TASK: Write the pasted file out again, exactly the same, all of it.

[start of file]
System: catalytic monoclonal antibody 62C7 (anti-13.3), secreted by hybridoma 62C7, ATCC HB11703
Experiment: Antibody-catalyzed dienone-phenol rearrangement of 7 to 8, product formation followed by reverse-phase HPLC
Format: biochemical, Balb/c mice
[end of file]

System: catalytic monoclonal antibody 62C7 (anti-13.3), secreted by hybridoma 62C7, ATCC HB11703
Experiment: Antibody-catalyzed dienone-phenol rearrangement of 7 to 8, product formation followed by reverse-phase HPLC
Format: biochemical, Balb/c mice